By: Denise Simon | Founders Code
Tag team or the whole firm?
So, we know Perkin Coie was the law firm that was hired by Hillary Clinton to pay for the work done on the Trump dossier. The lawyer pinpointed was Marc Elias. Letter of evidence is here. But could there have been another lawyer in the operation, once such Bob Bauer?
Bauer was formerly the top White House lawyer under the Obama administration. His wife is Anita Dunn who was the White House Communications Director at the same time. She is known for giving a speech where she declared her admiration for Mao Zedong. What a pair eh? Anita by the way is a senior partner at SKDKnickerbocker, a strategic communications firm in DC. Just so you know, SKDKnickerbocker only represents Democrats including Andrew Cuomo and Sandra Fluke. Their favorite issues such as Center for Reproductive Rights, the Obama Presidential Library.
Okay, so meanwhile, her husband, Bob has resigned from Perkins Coie to continue teaching at NYU. He has been a the law firm for 40 years. Bauer served as counsel to the Senate minority leader during former President Bill Clinton’s impeachment trial of 1999, and took leave from the firm to work as Obama’s White House counsel from 2010 through July 2011.
Bob Bauer is also the legal counsel for the Obama Foundation and the Biden Foundation as well as the Democratic National Committee, where Marc Elias served as chair. Elias was the lead counsel of record for the Hillary Clinton presidential campaign.
Bauer remains in full support of James Comey and his loyalty characteristics. In part from Bauer’s article on Comey is:
Comey writes that at an earlier point in the investigation, he raised with Deputy Attorney General Sally Yates the need for unusual transparency when the investigation was closed. She did not get back to him, he recalls, but soon two events persuaded him that further consultation or coordination was inadvisable. A still-classified email surfaced in the investigation that he believed that partisans would seize on to claim that the attorney general had committed to protect Clinton from legal harm. He did not credit the content of the communication, but feared the consequences of partisan distortions for the reputation of the Justice Department. Then the attorney general announced what Comey refers to as her “tortured half-in, half-out” quasi-recusal following the meeting with Bill Clinton at the Phoenix airport.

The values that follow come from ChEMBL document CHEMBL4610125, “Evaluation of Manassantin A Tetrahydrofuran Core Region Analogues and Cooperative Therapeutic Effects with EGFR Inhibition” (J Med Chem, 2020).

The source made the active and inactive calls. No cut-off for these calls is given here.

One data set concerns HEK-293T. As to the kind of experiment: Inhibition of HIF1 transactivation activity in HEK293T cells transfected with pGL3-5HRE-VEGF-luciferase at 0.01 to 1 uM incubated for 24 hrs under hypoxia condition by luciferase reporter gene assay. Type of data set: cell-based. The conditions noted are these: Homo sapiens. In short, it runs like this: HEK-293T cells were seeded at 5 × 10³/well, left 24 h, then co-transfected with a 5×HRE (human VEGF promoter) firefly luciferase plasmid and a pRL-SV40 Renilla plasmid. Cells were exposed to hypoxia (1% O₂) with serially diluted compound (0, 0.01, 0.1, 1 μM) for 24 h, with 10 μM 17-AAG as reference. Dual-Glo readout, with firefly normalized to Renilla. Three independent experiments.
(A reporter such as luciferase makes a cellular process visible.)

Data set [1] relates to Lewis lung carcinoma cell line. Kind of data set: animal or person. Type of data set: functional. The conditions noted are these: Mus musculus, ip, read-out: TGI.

It was then that Comey concluded that he would go it alone—a course of action that, without explanation, he refers to as a “crazy idea of personally offering the American people unusual transparency, and doing it without the leadership of the Department of Justice.” To the extent that there was a deliberative process, it occurred entirely within the FBI: there, Comey drew on the advice of his management team. So, on an issue of this magnitude, the circle within which views could be expressed was tightly drawn. Comey addressed the process problem he faced through an ad hoc, closed process of his own. He might have thought he was left with no choice, the other principals having disqualified themselves from participation.